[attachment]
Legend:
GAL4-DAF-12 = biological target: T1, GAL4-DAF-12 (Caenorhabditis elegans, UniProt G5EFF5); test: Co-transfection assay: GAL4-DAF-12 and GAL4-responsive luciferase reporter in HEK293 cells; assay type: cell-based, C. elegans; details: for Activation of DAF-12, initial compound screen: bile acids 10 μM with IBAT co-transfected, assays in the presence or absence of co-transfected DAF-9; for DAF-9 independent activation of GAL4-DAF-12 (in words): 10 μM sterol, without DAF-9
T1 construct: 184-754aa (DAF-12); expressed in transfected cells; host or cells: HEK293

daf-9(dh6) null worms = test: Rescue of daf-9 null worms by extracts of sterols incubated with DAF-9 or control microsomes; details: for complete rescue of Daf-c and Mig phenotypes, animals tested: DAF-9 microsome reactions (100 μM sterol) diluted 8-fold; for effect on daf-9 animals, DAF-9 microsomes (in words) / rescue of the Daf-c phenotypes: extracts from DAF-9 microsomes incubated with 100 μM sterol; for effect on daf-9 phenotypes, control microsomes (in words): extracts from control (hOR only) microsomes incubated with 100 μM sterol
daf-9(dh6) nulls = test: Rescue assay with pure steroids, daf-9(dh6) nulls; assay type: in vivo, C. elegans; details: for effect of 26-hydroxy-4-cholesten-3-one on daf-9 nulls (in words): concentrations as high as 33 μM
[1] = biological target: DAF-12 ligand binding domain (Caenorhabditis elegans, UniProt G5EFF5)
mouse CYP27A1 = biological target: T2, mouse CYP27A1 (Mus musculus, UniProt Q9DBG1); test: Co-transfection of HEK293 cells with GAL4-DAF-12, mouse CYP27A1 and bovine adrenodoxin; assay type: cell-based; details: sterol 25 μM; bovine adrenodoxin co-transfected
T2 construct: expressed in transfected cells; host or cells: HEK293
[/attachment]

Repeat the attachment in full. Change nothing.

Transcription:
Legend:
GAL4-DAF-12 = biological target: T1, GAL4-DAF-12 (Caenorhabditis elegans, UniProt G5EFF5); test: Co-transfection assay: GAL4-DAF-12 and GAL4-responsive luciferase reporter in HEK293 cells; assay type: cell-based, C. elegans; details: for Activation of DAF-12, initial compound screen: bile acids 10 μM with IBAT co-transfected, assays in the presence or absence of co-transfected DAF-9; for DAF-9 independent activation of GAL4-DAF-12 (in words): 10 μM sterol, without DAF-9
T1 construct: 184-754aa (DAF-12); expressed in transfected cells; host or cells: HEK293

daf-9(dh6) null worms = test: Rescue of daf-9 null worms by extracts of sterols incubated with DAF-9 or control microsomes; details: for complete rescue of Daf-c and Mig phenotypes, animals tested: DAF-9 microsome reactions (100 μM sterol) diluted 8-fold; for effect on daf-9 animals, DAF-9 microsomes (in words) / rescue of the Daf-c phenotypes: extracts from DAF-9 microsomes incubated with 100 μM sterol; for effect on daf-9 phenotypes, control microsomes (in words): extracts from control (hOR only) microsomes incubated with 100 μM sterol
daf-9(dh6) nulls = test: Rescue assay with pure steroids, daf-9(dh6) nulls; assay type: in vivo, C. elegans; details: for effect of 26-hydroxy-4-cholesten-3-one on daf-9 nulls (in words): concentrations as high as 33 μM
[1] = biological target: DAF-12 ligand binding domain (Caenorhabditis elegans, UniProt G5EFF5)
mouse CYP27A1 = biological target: T2, mouse CYP27A1 (Mus musculus, UniProt Q9DBG1); test: Co-transfection of HEK293 cells with GAL4-DAF-12, mouse CYP27A1 and bovine adrenodoxin; assay type: cell-based; details: sterol 25 μM; bovine adrenodoxin co-transfected
T2 construct: expressed in transfected cells; host or cells: HEK293